Stray Cat Wanders Onstage To Hear Orchestra at Istanbul Music Festival and Steals the Show

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Cats have been living alongside humans for thousands of years. Many believe they are not so much domesticated as co-evolved to live in harmony with us, primarily due to our habit of stockpiling grain (yay, agriculture!) which in turn draws in their favorite variety of prey. Cats became prized by ancient humans for their pest controlling abilities, and are still utilized in that manner all over the world.

In Turkey, cats have long held a place of honor in the culture, stretching back to Ottoman Constantinople, which set aside cat hospitals for the sick and cat gardens for the feral population. Cats are allowed to come and go as they please from most places in the city, even some mosques. They are especially prized and respected by Muslims, who make up almost the entire population. In Islam, cats are viewed as holy animals who are ritually clean, and legends abound of the animal’s interactions with the prophet.

Which may be why no one at this Istanbul music festival was surprised to see a stray cat wander on stage in the middle of a symphony.

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The Istanbul music festival has been going on for over half a century, but there are still surprises in store for both the audience and performers. Last week, the surprise took the form of a gray tabby cat, who sauntered onstage as if it owned the place. Head held high, tail straight in the air, this cat showed no sign of stage fright as it meandered across the stage, barely flinching when the music—Beethoven’s pastoral Symphony No. 6—swelled, and even pausing to lick its foreleg.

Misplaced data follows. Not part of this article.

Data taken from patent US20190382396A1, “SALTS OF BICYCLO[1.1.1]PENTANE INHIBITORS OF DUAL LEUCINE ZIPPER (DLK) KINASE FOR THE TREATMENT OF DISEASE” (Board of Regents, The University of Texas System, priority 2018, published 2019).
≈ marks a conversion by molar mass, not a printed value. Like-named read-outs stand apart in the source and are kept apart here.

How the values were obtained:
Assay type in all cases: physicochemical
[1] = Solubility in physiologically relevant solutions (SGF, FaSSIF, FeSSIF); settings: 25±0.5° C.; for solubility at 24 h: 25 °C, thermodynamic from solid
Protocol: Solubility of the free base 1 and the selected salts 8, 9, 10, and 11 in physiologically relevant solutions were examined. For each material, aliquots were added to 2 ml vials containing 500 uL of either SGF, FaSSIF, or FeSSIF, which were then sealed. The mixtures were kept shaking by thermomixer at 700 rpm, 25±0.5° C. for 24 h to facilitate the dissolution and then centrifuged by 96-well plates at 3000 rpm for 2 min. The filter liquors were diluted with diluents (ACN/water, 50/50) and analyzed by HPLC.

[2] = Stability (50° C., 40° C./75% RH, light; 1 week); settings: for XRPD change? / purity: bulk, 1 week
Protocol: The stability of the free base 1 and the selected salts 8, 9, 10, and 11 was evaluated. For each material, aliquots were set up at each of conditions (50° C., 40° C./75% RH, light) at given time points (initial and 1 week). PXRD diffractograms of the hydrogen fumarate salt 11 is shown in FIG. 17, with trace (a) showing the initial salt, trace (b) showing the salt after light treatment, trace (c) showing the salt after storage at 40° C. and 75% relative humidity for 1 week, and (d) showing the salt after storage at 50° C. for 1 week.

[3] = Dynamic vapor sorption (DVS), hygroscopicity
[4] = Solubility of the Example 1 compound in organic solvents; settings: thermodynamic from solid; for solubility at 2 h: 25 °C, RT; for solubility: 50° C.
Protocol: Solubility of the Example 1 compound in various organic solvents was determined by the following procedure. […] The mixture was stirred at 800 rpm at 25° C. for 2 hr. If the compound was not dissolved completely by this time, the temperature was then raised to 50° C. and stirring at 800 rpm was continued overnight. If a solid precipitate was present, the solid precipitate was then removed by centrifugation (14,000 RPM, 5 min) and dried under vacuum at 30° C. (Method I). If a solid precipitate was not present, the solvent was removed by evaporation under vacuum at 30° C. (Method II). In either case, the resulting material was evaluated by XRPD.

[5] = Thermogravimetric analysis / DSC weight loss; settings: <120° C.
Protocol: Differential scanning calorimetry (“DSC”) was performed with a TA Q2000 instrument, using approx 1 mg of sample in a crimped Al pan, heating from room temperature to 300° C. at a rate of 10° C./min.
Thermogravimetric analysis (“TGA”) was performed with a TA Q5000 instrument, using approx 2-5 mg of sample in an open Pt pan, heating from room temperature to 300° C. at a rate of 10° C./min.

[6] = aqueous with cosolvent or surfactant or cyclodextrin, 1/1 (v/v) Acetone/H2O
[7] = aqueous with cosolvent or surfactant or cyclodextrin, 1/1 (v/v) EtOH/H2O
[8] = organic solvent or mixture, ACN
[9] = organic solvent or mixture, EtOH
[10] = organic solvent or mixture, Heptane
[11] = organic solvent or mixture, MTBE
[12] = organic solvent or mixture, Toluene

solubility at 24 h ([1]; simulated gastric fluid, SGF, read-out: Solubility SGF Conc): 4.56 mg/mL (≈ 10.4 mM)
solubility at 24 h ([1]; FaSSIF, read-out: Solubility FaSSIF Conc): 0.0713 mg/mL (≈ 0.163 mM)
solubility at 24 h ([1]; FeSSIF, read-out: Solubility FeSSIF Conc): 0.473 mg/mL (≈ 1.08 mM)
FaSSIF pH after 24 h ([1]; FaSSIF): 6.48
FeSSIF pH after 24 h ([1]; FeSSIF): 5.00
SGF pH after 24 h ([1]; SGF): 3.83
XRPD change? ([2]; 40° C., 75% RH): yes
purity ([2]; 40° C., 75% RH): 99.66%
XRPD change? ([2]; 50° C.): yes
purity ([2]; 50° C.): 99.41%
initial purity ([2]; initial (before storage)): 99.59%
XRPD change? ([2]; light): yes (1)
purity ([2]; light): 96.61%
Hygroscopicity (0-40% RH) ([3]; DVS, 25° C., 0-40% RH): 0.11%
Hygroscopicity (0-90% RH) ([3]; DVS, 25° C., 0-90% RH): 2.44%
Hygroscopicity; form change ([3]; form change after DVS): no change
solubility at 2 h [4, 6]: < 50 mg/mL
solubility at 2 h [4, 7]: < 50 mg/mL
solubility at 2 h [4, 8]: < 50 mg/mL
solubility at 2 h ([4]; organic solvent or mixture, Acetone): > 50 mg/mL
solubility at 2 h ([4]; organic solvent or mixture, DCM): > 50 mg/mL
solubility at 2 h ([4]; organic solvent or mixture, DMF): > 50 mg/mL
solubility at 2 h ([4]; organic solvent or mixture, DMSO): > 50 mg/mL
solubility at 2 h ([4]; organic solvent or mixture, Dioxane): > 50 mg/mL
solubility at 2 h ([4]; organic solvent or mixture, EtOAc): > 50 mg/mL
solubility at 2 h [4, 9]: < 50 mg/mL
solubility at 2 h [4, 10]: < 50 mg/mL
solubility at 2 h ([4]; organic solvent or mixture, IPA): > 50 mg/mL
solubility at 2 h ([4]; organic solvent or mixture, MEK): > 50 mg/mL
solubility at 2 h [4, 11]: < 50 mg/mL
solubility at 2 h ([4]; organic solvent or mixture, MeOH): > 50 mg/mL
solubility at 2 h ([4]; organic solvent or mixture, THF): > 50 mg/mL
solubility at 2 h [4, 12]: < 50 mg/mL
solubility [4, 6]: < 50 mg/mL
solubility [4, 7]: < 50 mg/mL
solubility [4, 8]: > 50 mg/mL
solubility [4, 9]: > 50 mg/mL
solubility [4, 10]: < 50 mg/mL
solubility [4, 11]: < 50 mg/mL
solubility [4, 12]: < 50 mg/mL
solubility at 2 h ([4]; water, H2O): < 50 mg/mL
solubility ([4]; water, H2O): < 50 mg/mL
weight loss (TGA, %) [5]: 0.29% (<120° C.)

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Even the audience takes it in stride, offering a few chuckles and nothing more

Cats. You can always find them where they shouldn’t be.

Cats in Istanbul

The city has a long and glorious history with its felines. In 1599, Baron Wenceslas Wratislow, a visitor to Constantinople, published his memoirs of his time there, marveling at how the city honored the cats who lived within.

“In Constantinople, there are also large gardens, surrounded with walls, on which cats jump and assemble, waiting for certain people to come and give them alms. For it is customary for Turks to boil and bake paunches, lights, liver and pieces of meat, and carry them in wooden buckets up and down the city, crying out ‘Kedi et, kedi et’ i.e. ‘Cat’s meat!”

That reverence for the animal has changed little in hundreds of years. In 2016, the documentary Kedi showed a literal cat’s-eye view of the ancient city, following the lives of several of the estimated hundred thousand stray cats who call Istanbul home.

A Cat Onstage

So the audience at this music festival may not have been surprised to see the cat wander on stage like he lived there. It was possible he did. Still, we should appreciate the performers, Lucerne Festival Strings, a Swiss chamber orchestra, whose professionalism meant that the appearance of their new, feline guest conductor did not cause them to miss a single note.

After all, they say that music hath charms to soothe the savage beast. Or in the case of this cute kitty, one that’s only a wee bit savage.

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